Amazon says it plans to lay off more than 18,000 employees as the global economic outlook continues to deteriorate.
Several teams will be affected, including Human Resources and Amazon Stores, according to a memo from CEO Andy Jassy shared with employees.
“Companies that last a long time go through different phases. They are not in expansion mode for heavy people every year,” he said.
Jassy had said in November that the cutbacks at the e-commerce giant would continue into early 2023. Several outlets reported this fall that Amazon had planned to cut around 10,000 employees.
Amazon and other tech firms ramped up hiring significantly over the past couple of years as the pandemic shifted consumer habits toward e-commerce.
Now many of these seemingly untouchable tech companies are reeling, laying off thousands of workers as people return to pre-pandemic habits and macroeconomic conditions worsen.
Jassy, in his memo, said Amazon executives recently met to figure out how to slim the company and prioritize “what matters most to customers and the long-term health of our businesses.”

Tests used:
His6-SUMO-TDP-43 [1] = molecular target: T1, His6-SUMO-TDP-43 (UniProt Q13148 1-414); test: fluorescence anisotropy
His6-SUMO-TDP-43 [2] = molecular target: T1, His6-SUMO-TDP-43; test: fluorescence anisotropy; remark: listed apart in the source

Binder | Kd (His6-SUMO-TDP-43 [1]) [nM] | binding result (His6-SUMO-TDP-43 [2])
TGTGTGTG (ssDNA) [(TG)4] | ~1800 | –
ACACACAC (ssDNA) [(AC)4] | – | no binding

“This year’s review has been more difficult given the uncertain economy and the fact that we have hired quickly over the past few years,” he added.
The layoffs will help Amazon pursue long-term opportunities with a stronger cost structure, Jassy said. But he called the cuts a “difficult decision,” noting that he’s “deeply aware that these role eliminations are difficult for people, and we don’t take these decisions lightly or underestimate how much they can affect the lives of those affected .”
The company will begin informing affected employees from January 18, he added.
Amazon’s business first flourished during the pandemic, when consumers relied on online shopping for just about everything.
This year, however, the company faces a shift back to personal shopping, as well as rising inflation that has sharply reduced consumer demand.
In October, Amazon disappointed Wall Street with a forecast for the holiday season that woefully missed analysts’ expectations. The company’s shares fell by around 50% last year.
Like Jassy, a number of other tech founders and CEOs have since admitted that they failed to accurately gauge pandemic demand.
Facebook parent Meta recently announced 11,000 layoffs, the largest in the company’s history. Twitter also announced extensive job cuts after Elon Musk bought the company for $44 billion.
Salesforce said this week it would cut 10% of its workforce.